you get tired of waiting) you'll have to hang up the modem. You can
either turn off the modem itself, or do something like 'PHONE 1' and
then hit the space bar. IMPORTANT: unless you specify otherwise, your
modem will send result codes back to the computer via the serial port.
In such a case, when you use the 'X' option to continue dialing a
number and then continue working at the computer, it is very likely
that your system will crash, requiring you to reboot! This can be
avoided by specifying a "quiet mode" in the initialization string (ATQ1
for Hayes and compatibles). So why don't I have PHONE invoke this
option automatically? Because I'd like to give the user as much leeway
as possible in controlling his/her configuration. And to allow non-
Hayes commands strings. Of course, additional problems are likely with
the 'X' option if you invoke programs that use the COM port while PHONE
is dialing. Please note that the 'X' and the 'R' options are mutually
exclusive. The 'R' redials from within the program, while the 'X'
exits the program and allows redialing according to the modem's
3. PHONE -cfg (or PHONE /cfg), to view or change program defaults.
This option allows you to make a number of changes to the PHONE
program, such as changing which COM port you use, the modem
initialization string, and the file name in which your phone numbers
are kept. Invoking this option will show you the current settings and
then allow you change those options, PROVIDED that the program
'PHONE.EXE' is in your current directory and it is writeable (e.g., not
"read only"). Note that there is no separate configuration file - all
changes are direct patches to 'PHONE.EXE'.
A '1' on the config screen allows you to change the communications
port. Only a '1' or a '2' will be accepted (COM1 or COM2). It is up
to you to make sure that a valid COM port is specified, as there is no
checking as to whether the port exists or if a modem is attached to it.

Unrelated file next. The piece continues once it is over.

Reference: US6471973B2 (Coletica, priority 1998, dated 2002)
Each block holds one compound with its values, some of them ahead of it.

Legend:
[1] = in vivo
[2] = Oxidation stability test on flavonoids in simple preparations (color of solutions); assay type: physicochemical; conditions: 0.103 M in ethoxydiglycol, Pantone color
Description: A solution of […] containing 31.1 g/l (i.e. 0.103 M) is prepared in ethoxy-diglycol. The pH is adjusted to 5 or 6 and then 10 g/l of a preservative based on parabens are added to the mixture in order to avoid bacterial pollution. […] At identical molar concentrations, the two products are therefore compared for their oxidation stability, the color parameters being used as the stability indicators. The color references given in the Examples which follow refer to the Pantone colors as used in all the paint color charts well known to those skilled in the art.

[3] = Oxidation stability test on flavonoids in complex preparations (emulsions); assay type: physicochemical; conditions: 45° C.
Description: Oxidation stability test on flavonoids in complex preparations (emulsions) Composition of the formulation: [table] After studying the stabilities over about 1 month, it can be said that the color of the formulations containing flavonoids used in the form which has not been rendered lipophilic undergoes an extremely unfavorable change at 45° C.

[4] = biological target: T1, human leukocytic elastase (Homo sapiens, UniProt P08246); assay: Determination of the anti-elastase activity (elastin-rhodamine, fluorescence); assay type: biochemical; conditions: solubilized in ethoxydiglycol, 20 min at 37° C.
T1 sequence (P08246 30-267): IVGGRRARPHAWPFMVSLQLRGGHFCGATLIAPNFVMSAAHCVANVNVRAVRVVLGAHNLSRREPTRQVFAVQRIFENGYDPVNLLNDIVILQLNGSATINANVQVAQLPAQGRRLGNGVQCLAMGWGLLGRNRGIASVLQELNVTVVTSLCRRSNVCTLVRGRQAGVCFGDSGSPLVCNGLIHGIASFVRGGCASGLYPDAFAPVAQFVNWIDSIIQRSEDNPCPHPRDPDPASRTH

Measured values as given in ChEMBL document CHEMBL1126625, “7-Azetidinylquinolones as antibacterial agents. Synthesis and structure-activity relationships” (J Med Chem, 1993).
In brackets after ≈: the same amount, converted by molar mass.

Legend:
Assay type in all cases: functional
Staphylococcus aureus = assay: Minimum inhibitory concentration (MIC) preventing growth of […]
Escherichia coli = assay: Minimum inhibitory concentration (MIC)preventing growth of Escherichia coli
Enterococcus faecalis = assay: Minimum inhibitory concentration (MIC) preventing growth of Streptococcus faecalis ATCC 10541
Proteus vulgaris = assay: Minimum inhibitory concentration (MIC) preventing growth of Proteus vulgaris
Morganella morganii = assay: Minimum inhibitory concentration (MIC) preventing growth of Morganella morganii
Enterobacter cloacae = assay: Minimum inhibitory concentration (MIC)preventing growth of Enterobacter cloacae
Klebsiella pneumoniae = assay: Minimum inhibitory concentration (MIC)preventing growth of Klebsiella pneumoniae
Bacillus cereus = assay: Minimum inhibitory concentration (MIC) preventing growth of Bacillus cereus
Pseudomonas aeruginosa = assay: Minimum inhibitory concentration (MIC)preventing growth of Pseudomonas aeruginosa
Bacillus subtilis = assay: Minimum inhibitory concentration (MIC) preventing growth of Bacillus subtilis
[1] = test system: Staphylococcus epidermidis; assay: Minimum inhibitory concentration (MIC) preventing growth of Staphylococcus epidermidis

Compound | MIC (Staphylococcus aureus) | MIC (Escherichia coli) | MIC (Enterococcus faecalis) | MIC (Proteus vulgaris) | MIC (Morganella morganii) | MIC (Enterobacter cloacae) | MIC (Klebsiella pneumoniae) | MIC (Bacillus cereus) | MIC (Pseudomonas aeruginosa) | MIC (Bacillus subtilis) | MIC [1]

A '2' on the config screen allows you to change the modem
initialization string. You can change things such as dialing speed,
pulse versus tone dialing, etc, depending upon the capabilities of your
modem (see your modem manual for specifics). This option will accept a
string of up to 25 letters which will be converted to upper case (as
per the Hayes standard. Let me know if this is a problem). A tip:
register S11 controls the speed of tone dialing. PHONE comes configured
to S11=55. Keep such a low value for S11 in your configuration if you
like speedy dialing!
A '3' on the config screen allows you to change the name of the file in
which the phone numbers are kept. Up to 50 letters may be input if you
want to define the entire file path. If you don't specify the entire
file path, then the file specified must exist either in the current
directory (the directory you are in when you invoke PHONE) or in a
directory included in your PATH environment setting. It is preferable
to explicitly define the entire file path, since you don't want to be
restricted to the current directory and the PATH is usually used for
locating programs (i.e., not data). This should also, in general, give
you the best performance when PHONE must reference the file to extract
a phone number.
(Note: if you keep your phone file in the root directory, and if root
is not included in your path, you MUST prepend the phone file name with
a '\' (backslash). This is due to a bug in Turbo C. I felt that the
situation was sufficiently rare to justify adding additional code.
Keeping PHONE small is a priority in making any modifications!)
A '4' on the config screen is for changing the minimum length of a
phone number string. You can specify between 1 and 9 for this option.
For example, from home I have a seven digit minimum and anything less
than that is not a legitimate number. From my office one can dial a
four digit extension. So I use different patches for each location
specifying a different minimum length. Note: there is NO minimum when
specifying the number on the command line.
A '5' on the config screen is for changing the redial delay mentioned
above. You can specify any number from 5-99 seconds.
A '6' on the config screen enables or disables the line search
increment for extracting phone numbers. This allows you more leeway in
the format of the file that contains your phone numbers. Let's say
that you want to use an address file to double as your phone file, and
that you use the following format:
123 Main Street
Anywhere, USA 12345
1 (212) 123-4567
The third line after the name is the party's phone number. You would
thus enable the line search option by specifying a '3'. PHONE will
then search for a valid phone number on the third line following the